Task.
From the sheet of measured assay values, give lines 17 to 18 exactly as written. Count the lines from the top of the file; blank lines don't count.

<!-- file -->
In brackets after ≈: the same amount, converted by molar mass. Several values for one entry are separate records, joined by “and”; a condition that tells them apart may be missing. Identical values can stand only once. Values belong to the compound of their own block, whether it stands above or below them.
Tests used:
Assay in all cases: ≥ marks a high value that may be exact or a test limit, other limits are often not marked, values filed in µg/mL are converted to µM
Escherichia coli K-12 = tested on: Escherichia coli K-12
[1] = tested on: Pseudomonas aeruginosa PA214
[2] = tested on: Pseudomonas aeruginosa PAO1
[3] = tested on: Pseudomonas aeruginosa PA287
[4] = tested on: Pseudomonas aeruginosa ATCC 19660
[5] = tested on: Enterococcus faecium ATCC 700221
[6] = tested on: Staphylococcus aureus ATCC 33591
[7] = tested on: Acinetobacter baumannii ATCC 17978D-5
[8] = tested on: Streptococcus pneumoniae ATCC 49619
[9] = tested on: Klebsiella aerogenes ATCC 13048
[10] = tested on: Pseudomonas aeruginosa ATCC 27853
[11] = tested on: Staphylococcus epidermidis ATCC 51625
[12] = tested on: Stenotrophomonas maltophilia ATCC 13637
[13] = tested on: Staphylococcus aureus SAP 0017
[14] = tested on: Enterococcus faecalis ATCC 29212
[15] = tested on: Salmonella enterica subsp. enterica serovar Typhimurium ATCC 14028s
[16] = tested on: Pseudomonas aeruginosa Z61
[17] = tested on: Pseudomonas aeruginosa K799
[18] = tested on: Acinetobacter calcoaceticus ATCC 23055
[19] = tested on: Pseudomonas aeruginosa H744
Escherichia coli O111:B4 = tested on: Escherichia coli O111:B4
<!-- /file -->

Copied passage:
[13] = tested on: Staphylococcus aureus SAP 0017
[14] = tested on: Enterococcus faecalis ATCC 29212